Interview: Ben Wolf – Christian Action/Adventure Author

Ben Wolf is an freelance editor and the editor-in-chief for the flash fiction magazine, Splickety, by day and a speculative and action/adventure novelist by night. Geeks Under Grace interviewed Wolf to bring you insight on his writing, faith, geekiness and debut novel Blood for Blood released October 30, 2014.

Q. When did you know you wanted to be an author and how long have you been writing professionally?
Ben: I’ve wanted to be an author ever since I read Frank Peretti’s novel The Oath, which is still my favorite book of all-time. I must have read it a half-dozen times, if not more. That was back in the mid-90s.
I launched my creative writing career in 7th grade when I wrote a parody of the movie Congo that featured murderous kangaroos instead of gorillas. That manuscript is safe and will likely never see the light of day.
Q. Can you tell us a little about Blood for Blood and what inspired it?
Ben: Blood for Blood is the story of what might happen if a vampire got saved. It’s a tightly-paced action/adventure story with a decent amount of humor and a solid romance thread mixed in.
I hijacked the idea for the book from a friend of mine named Matt Sheehy. (Matt gets most of the credit, but honorable mention goes to my dad for coming up with the title and to Julie Gwinn, my agent and editor, for helping me shape the story early on.) We were at a writers conference in Denver and he suggested that it would be funny if a vampire got saved and had to help out at tent revivals where they used big tent stakes to secure the tent to the ground.
The irony of that imagery struck me and several plot points jumped into my head involving classic vampire taboos like garlic, holy items (like crosses and Bibles), crossing flowing bodies of water, mirrors, and sunlight. I eventually asked Matt for permission to write and proceed with publishing the novel, and, with his blessing (and endorsement), I filled in a plot around those plot points and wrote Blood for Blood.
Q. Who is your favorite character in Blood for Blood and why?
Ben: I could make a strong case for most of them, both the villains and the heroes, but in the end, I like Luco Zambini, the evangelist, the most, I think. He is resolute, loving, and determined to help Raven (the vampire) establish a real relationship with God. He’s also a great father and husband. Even though he’s not perfect, he embodies everything I aspire to as a Christian man.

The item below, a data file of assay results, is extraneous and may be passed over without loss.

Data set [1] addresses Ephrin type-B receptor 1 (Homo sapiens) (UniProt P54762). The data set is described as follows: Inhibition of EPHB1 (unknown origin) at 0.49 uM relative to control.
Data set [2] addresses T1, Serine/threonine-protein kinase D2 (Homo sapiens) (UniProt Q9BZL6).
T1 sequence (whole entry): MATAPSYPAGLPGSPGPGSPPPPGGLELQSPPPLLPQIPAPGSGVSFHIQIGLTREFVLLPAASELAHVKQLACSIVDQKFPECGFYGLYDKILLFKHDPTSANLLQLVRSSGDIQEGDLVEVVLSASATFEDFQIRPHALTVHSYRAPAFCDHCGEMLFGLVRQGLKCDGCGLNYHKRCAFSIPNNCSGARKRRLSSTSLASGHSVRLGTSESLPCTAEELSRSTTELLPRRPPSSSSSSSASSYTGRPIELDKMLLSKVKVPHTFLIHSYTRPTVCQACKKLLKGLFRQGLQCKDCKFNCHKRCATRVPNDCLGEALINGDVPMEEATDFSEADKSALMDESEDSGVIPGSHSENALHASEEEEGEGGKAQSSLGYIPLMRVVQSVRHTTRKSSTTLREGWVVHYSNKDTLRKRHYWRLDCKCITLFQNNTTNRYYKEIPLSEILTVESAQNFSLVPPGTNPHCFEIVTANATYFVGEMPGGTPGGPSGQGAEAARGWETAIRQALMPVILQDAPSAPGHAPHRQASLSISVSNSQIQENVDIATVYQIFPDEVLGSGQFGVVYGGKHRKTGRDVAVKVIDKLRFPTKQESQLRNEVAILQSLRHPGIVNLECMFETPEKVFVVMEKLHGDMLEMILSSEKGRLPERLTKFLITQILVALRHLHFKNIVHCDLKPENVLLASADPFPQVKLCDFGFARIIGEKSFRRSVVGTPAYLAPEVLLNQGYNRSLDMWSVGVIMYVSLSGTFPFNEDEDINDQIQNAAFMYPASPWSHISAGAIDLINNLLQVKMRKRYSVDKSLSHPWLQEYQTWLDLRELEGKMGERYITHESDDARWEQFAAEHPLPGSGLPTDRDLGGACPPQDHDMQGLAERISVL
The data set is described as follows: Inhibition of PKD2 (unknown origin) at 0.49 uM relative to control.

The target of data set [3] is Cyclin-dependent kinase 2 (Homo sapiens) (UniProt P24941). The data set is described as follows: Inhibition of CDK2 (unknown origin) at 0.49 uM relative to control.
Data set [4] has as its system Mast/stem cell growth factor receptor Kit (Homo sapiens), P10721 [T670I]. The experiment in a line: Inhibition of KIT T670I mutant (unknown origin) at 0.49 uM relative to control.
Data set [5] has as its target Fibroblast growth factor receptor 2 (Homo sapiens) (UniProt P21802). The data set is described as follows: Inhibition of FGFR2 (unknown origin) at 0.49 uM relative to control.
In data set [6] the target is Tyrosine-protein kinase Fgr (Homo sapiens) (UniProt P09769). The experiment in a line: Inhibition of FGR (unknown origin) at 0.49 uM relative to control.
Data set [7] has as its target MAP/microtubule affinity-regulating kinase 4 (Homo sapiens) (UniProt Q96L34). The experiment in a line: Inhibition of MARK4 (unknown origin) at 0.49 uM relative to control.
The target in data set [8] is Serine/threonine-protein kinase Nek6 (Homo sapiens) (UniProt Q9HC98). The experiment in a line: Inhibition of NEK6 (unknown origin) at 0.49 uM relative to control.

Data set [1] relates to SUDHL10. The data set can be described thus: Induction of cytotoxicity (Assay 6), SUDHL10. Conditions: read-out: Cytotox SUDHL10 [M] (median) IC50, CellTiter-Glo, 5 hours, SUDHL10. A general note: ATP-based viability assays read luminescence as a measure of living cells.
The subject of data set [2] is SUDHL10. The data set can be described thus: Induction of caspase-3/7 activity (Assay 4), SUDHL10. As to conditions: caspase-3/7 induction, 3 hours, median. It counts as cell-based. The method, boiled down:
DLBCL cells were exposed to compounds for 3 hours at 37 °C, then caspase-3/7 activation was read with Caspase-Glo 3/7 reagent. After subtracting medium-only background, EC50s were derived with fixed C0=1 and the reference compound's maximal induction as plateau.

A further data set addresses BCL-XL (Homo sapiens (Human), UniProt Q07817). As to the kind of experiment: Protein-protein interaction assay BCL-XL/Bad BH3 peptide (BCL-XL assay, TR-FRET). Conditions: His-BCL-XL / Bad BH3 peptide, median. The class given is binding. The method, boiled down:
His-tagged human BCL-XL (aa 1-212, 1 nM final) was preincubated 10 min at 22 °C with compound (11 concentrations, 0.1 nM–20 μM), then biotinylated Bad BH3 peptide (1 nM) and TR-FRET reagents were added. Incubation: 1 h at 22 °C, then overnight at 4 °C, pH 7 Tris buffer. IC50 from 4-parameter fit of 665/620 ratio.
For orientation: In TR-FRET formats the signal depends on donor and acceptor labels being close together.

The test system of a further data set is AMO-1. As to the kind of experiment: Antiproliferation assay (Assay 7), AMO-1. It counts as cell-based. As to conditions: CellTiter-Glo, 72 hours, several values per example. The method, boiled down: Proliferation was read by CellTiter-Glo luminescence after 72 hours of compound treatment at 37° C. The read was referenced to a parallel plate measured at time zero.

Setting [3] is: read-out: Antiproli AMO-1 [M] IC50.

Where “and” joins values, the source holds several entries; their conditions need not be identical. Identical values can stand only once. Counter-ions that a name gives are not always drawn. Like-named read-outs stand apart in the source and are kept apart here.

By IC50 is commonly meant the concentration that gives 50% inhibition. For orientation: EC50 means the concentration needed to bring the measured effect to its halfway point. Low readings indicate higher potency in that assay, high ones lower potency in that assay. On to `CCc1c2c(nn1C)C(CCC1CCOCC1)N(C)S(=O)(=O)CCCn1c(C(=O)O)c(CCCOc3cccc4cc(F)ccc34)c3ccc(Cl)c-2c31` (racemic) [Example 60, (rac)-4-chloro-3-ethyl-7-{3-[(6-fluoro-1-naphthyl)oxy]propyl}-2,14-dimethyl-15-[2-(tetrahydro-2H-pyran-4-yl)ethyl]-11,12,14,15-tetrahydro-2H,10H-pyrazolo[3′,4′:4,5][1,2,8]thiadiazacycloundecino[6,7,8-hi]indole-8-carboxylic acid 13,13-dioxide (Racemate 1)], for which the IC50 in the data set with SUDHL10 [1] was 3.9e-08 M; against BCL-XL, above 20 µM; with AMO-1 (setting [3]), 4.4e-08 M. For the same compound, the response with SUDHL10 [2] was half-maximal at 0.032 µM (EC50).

Q. Are there any other authors whom you look up to or draw inspiration from?
Ben: As I alluded to above, I’m a huge fan of Frank Peretti. I’ve also come to appreciate Robert Liparulo’s work very much, as well as Tosca Lee’s novels, both for different reasons. I think Tosca’s work should be required reading for any novelist who wants to write better prose, and Robert’s work should be required for any action/adventure/thriller author because he understands pacing so well.
blood for bloodQ.  What is a day in the life of a writer like? Do you set a certain quota to complete each day? Do you have any specific rituals or patterns that aid your work?
Ben: I wish I could tell you what the day-to-day life of a writer looks like! I often find my time so divided amongst the things that demand my attention that I don’t have (or actively make) time to write. In addition to trying to write, I freelance edit full-time and run Splickety Publishing Group which publishes three flash fiction magazines, four issues per year each.
That said, I go through periods of hyper-productivity with my writing. I wish I could write more consistently, and I’m working on that, but so far that hasn’t been the case. Ideally, I would write one or two months and finish a book, take a month off and edit something that I wrote before the previous month, and then write for another one or two months and repeat that cycle four times per year.
When I do write, I’m usually cognizant of how much I write and I love setting and meeting quotas, but I don’t often track them in a spreadsheet anymore. I used to, and maybe I ought to still, but it’s just another thing I have to keep track of, so I don’t anymore. I’m a nerd and like to analyze my word count stats so I can brag to my writing friends about it, but that takes up more time too—time that I could be writing.
Q.  As an author of Christian speculative fiction, specifically, what are the biggest difficulties you have? How has God helped you overcome these difficulties?
Ben: The biggest difficulty for me as a Christian author of speculative fiction author is finding and reaching an audience for my work. I have some ideas that are organically Christian, but some of my ideas are quite secular, so I’m aiming primarily to reach general market readers instead of Christian ones. It’s a challenge I’m confident I’ll overcome as God has continually given me opportunities to interact with potential readers and to share my work with them. I expect He will continue to do so.